While mild feelings of stress are a normal by-product of work, unprecedented events in recent years have raised employee stress levels from mild to extreme. Nearly half of all workers featured in a recent EU study claim their work-related stress increased as a result of the COVID-19 pandemic. Unforeseen disruptions due to COVID-19, alongside economic uncertainty, has largely impacted where, when, with whom, and how we conduct business in our daily lives. When we deep dive into what causes extreme job stress, we find one common pattern: workers feel they have little control over seemingly endless demands. Long working hours, work overload, and a lack of work-life balance were listed as the top causes. These feelings are only intensified in workplaces with minimal recognition, employee appreciation, and guidance from management.

Its Impact 

When on the clock, workers with chronic job stress see a decrease in engagement and an increased interest in exploring other employment opportunities. The effects of stress at work don’t end there. For many employees, work-related stress follows them home and impacts their personal lives. Outside of the office, stressed employees report trouble sleeping, balancing personal relationships and even managing their emotions, while a recent report revealed as many as 21% of UK workers called out sick due to stress. Such adverse effects signal loudly and clearly that it is time for change. 


Employees deserve to feel happy, healthy and engaged at work. It’s business leaders’ responsibility to build an environment that supports that. Things like quiet quitting, bare minimum Mondays, and burnout shouldn’t be treated as work-ethic issues but as cultural ones.  While it’s true that job stress cannot be fully eradicated, adopting a more human company culture can greatly minimize it. For inspiration, try putting a few of these stress-reducing cultural practices to use:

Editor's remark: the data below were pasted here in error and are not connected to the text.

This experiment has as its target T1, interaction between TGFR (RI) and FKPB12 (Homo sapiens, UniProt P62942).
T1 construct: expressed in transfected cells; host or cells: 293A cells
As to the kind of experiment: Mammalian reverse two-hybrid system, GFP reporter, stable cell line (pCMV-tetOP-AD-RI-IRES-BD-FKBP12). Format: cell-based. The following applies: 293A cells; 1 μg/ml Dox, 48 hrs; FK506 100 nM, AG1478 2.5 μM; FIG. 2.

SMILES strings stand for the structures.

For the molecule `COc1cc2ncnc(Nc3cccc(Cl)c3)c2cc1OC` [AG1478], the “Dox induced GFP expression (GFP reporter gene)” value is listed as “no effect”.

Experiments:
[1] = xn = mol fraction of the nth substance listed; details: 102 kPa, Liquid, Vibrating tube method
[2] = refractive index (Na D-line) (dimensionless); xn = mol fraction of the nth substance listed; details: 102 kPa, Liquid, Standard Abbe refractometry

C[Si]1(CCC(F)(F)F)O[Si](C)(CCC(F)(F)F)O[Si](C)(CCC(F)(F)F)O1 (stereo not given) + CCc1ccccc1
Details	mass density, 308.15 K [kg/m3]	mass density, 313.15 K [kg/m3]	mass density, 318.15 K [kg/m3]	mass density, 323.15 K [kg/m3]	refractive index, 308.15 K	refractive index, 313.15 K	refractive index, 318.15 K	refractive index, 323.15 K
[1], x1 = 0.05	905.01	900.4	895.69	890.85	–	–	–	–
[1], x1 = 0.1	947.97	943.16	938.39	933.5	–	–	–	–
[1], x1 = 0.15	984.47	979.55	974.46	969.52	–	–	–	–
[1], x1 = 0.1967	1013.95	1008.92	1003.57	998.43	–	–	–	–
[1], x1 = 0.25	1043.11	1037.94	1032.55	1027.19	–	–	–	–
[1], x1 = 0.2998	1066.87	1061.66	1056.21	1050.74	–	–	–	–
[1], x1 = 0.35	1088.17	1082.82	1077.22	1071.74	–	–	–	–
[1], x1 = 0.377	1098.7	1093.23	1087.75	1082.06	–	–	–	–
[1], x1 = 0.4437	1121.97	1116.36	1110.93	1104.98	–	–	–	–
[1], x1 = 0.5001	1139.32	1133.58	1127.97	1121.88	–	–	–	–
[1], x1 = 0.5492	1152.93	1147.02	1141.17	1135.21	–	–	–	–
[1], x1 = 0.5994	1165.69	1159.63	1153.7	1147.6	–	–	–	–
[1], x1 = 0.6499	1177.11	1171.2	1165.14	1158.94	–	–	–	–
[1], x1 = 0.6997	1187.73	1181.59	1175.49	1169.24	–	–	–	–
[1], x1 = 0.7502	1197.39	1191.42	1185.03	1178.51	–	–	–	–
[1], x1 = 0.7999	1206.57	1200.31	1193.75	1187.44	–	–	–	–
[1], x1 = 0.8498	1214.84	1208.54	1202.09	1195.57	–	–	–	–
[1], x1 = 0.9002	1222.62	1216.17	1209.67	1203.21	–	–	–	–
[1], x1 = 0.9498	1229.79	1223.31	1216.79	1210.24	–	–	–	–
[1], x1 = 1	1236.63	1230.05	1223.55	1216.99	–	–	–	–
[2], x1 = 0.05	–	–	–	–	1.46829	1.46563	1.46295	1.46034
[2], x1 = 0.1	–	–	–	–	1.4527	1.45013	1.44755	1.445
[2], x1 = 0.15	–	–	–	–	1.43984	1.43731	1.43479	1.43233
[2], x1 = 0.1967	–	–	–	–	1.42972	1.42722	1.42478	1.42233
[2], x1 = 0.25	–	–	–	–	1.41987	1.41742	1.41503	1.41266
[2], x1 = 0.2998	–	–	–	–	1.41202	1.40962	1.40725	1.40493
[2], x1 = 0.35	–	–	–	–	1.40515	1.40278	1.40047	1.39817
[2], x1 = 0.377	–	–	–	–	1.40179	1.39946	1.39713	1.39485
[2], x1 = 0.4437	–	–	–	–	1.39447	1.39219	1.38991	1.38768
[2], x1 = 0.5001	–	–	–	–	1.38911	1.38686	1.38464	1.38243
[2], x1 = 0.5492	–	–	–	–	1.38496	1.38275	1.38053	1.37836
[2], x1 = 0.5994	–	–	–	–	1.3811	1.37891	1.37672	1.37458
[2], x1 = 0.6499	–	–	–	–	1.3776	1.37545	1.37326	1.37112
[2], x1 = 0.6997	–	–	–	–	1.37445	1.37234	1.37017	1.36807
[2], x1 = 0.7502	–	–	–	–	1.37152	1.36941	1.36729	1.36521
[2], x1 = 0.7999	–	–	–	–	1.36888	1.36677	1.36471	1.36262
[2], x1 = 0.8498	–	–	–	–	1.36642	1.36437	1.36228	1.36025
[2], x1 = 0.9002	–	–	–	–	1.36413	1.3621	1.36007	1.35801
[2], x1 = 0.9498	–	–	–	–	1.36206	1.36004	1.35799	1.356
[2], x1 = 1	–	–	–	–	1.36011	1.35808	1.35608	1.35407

• Implement a Flexible Work Model | Whether that means adopting a fully remote or a hybrid work model, this practice allows employees to reduce hours dedicated to a stress-inducing commute. While true that disruptions in the traditional work model caused many workers stress in the early days of the pandemic, more recent studies show positive effects of the flexibility remote and hybrid models offer. 
  • Practice Prioritization | Nearly 75% of workers cite unrealistic workloads as a primary cause of job stress. It’s time that the global workplace puts the wellbeing of employees at the heart of its business strategy. Business leaders can avoid overwhelming workers by ranking work-related tasks by priorities and setting realistic expectations.
  • Invest in Learning and Development | A lack of managerial support, a lack of training in preparation for a new role and a lack of opportunity for growth are cited as causes of work-related stress. All three can be solved by adopting a culture that supports the learning and development of staff at all levels. While also priming employees for upward, internal mobility.
  • Provide Health and Wellness Services | This benefit could include access to mental health professionals, career coaches, or even fitness reimbursement programs. While these services may not treat work-related stress at the source, they certainly provide tools for healthy stress management. 

Overall, it’s time for businesses to see and support workers for who they are as people – not simply for the work they do as employees. The health of a company’s employees and the success of its business rely on it. 

Ready to reduce work-related stress, invest in culture and reap positive returns? Download Bryq’s Big Culture ebook for an in-depth guide on how to create a positive workplace culture from start to finish.